Mar 23, 2019
Liana Whitehead

America’s silent killer

Liana Whitehead

At an unknown place and time, a silent killer was released among the living. Its methods, inhumane. Its touch, enduring and foreseeably fatal.

Its victims are not chosen by clever calculation, but by age, gender and bloodline.

It releases its venom, piercing the brain and slowly depleting cherished images of love, relationships and simple recollections of every-day life.

In the end, it leaves us fighting a daily battle to survive in a suddenly unfamiliar world.

Our own identity diminishes as those around us suffer an almost equally painful experience — witnessing a degrading downfall of those we have loved for a lifetime.

Its victims lose themselves. The body and mind are no longer in synch, and the distance between its onset and finale are unpredictable.

Its attacks are imminently fatal. Even the strongest of leaders cannot prove themselves victorious over the monster’s reign.

At the turn of the 20th century, the killer had earned an identity and was named on behalf of its discoverer, German physician Alois Alzheimer.

Over a hundred years later, Alzheimer’s disease (AD) claims its victims’ lives at an alarming rate.  As of this year, roughly 5.4 million U.S. citizens have been diagnosed with AD, according to the Alzheimer’s Daisease Research Foundation.

Someone is diagnosed with AD every 68 seconds. Each day, 1,232 people are told they have the disease.

The illness is as daunting as its reputation, and while science still cannot completely reveal its triggers, it remains one of the “top killers” in America — 25 to 35 percent of adults 85 and over fall victim to AD.

In its fatal nature, scientists predict that AD will eventually stand as the fourth or fifth cause of death in the United States.

According to research, the most vital risk factors include age (usually 65 and older) and family history, or genetics.

Current studies suggest that exercise, healthy eating and having an education can prevent the onset of AD.

Once a person has AD, the disease takes a 7-stage course on his or her cognitive abilities.

The first stage is almost nonexistent. It has no signs of impairment and no symptoms.

In the second stage, the disease begins to take its ruthless course. Basic memory begins lapsing, causing a person to forget the simple things — familiar words, locations, etc.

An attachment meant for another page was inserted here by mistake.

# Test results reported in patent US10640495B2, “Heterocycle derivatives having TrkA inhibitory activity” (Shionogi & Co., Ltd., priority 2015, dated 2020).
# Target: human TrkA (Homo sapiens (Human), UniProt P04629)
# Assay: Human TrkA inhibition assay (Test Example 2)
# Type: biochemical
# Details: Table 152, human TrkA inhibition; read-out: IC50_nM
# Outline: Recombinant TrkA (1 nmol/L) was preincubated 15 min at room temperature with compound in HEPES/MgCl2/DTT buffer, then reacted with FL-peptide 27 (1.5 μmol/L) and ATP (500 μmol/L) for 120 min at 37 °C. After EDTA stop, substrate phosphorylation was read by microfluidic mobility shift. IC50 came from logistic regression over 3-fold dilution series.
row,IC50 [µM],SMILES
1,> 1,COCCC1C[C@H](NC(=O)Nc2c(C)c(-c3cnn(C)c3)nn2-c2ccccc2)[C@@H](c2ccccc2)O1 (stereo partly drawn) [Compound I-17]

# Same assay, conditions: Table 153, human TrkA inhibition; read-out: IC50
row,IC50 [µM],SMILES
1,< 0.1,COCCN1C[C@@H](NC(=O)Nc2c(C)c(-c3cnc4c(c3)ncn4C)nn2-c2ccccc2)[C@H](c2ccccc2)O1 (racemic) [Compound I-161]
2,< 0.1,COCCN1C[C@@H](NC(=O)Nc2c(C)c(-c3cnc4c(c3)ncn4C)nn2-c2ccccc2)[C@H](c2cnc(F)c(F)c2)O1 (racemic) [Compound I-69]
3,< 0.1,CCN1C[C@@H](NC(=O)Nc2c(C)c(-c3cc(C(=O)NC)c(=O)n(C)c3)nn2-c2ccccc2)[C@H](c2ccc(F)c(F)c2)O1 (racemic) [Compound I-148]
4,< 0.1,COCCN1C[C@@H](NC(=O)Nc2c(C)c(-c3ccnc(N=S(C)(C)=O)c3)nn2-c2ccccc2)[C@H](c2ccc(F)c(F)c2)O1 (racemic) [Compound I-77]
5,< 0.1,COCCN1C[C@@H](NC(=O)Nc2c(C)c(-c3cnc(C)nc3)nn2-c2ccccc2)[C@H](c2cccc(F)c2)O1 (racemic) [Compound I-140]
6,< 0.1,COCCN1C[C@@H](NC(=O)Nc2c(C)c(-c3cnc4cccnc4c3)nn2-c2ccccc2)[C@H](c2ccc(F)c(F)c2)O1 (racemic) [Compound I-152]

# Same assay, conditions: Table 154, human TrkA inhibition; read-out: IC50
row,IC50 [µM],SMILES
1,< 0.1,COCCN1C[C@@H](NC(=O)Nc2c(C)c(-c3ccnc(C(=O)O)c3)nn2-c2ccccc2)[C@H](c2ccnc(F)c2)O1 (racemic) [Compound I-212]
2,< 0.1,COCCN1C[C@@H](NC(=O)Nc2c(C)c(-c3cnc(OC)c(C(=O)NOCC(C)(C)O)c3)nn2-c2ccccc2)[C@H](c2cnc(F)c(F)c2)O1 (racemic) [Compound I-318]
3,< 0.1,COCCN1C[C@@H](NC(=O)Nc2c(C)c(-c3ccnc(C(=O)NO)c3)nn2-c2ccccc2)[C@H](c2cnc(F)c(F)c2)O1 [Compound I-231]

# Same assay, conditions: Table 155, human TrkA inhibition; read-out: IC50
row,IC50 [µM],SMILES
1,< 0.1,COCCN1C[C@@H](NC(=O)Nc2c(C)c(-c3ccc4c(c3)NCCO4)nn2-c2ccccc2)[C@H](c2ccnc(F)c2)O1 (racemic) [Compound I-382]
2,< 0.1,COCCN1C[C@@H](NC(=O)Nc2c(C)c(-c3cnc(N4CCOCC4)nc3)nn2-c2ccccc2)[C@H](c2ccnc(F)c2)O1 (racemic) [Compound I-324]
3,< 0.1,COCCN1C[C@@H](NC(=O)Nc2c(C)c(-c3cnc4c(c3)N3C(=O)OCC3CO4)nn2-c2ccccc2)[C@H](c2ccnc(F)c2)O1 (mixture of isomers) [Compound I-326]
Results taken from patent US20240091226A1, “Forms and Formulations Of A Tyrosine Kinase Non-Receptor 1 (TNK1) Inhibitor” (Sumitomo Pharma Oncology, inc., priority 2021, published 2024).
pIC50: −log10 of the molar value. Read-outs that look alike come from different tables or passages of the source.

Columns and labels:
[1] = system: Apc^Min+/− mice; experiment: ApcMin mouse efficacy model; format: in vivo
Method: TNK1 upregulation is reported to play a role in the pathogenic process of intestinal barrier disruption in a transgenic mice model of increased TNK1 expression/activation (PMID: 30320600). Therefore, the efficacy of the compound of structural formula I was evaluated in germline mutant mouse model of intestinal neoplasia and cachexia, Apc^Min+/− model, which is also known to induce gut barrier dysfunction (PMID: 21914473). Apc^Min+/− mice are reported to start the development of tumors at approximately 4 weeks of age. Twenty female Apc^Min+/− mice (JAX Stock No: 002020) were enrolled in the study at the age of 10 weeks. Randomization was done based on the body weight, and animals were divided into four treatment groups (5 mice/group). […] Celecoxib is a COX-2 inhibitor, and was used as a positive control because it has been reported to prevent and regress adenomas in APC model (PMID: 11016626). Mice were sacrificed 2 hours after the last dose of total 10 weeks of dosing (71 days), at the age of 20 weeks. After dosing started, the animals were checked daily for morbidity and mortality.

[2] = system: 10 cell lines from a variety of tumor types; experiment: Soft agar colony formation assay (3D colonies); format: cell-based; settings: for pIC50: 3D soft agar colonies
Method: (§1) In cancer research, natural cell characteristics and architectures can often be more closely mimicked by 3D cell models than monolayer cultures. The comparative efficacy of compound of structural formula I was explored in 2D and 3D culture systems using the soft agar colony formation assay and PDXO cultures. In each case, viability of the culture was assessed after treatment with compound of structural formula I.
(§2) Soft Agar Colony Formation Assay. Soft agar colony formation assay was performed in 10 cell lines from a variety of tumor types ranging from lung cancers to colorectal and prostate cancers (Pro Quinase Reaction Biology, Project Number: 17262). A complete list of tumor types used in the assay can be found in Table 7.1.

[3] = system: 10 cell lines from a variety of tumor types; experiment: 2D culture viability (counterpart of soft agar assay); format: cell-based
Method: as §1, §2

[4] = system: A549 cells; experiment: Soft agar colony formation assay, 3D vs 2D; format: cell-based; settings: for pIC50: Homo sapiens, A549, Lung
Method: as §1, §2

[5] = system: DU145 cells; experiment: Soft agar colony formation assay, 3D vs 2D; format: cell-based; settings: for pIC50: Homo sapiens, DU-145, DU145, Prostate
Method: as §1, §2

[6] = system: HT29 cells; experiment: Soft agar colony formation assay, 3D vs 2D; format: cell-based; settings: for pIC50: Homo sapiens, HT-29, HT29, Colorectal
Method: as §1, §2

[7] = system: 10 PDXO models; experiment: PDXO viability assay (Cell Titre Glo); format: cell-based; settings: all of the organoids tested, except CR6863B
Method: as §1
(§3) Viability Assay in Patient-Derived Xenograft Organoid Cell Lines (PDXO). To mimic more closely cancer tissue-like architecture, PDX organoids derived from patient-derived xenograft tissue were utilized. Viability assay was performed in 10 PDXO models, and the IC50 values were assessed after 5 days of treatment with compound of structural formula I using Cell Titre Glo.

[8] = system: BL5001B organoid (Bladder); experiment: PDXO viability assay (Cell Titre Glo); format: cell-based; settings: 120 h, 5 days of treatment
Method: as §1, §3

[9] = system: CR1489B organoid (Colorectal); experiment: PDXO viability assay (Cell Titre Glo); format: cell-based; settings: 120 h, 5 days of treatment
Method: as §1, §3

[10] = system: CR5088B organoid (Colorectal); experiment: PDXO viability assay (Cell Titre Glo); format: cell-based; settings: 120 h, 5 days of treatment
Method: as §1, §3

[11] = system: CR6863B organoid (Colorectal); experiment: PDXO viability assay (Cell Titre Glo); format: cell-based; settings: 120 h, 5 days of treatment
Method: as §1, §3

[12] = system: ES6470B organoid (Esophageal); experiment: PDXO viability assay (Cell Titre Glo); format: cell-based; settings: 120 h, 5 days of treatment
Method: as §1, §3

By the third stage, signs of forgetfulness are noticeable among friends, family and colleagues. It is difficult staying on task and remembering names.

It is now a challenge making plans and organizing.

In the fourth and fifth stages, when AD’s severity is high, a person cannot recall familiar details such as his or her home address or phone number.

They have trouble counting, adding and subtracting – simple arithmetic becomes a challenge.

By the sixth and seventh stages, its victims are experiencing severe cognitive decline. Personality and behavioral changes occur.

Suspicion, paranoia and compulsiveness can consume the mind, and a person may wander outside of their home at odd hours.

Eventually, AD completes its course as a person loses his or her ability to recognize or respond to their environment.

They are unable to hold conversations or carryout vital tasks such as eating, going to the bathroom, holding up their heads and swallowing.

At the end of its course, AD takes the life of its host.

In hopes of raising funds and awareness for AD, more than 600 communities across the country participate in The Alzheimer’s Association Walk to End Alzheimer’s — an event open to all ages and capabilities.

The association’s goal is to “eliminate Alzheimer’s disease through the advancement of research; to provide and enhance and support for all affected; and to reduce the risk of dementia through the promotion of brain health. “

On Saturday, Oct. 20, Fresno will host the 2012 Walk to End Alzheimer’s. All donations received by the association are used toward research efforts, including enhanced AD programs and education, and to ultimately find a cure.

As a part of the Fresno community, and a gerontology minor who believes in the importance of this cause, I urge students to walk – whether you walk alone or as a team.

AD is a growing epidemic that affects one out of every eight people over the age of 65. Someday, if not now, it will directly affect our generation.

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